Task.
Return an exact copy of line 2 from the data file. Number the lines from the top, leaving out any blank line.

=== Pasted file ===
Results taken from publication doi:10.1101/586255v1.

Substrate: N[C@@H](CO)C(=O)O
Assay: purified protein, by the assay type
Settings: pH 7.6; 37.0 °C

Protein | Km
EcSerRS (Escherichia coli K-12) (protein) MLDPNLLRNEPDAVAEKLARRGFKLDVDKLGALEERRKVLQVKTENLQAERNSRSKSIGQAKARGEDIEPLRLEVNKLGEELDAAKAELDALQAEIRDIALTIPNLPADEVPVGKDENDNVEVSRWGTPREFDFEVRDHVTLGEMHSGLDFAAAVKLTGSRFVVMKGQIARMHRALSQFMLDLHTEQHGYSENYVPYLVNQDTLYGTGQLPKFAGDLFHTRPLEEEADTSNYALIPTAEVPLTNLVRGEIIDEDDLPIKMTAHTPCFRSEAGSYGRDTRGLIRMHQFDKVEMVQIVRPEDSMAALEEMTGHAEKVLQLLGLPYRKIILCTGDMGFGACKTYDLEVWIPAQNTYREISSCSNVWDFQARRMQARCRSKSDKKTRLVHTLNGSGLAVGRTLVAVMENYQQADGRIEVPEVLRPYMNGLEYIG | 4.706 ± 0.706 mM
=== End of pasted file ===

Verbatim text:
Substrate: N[C@@H](CO)C(=O)O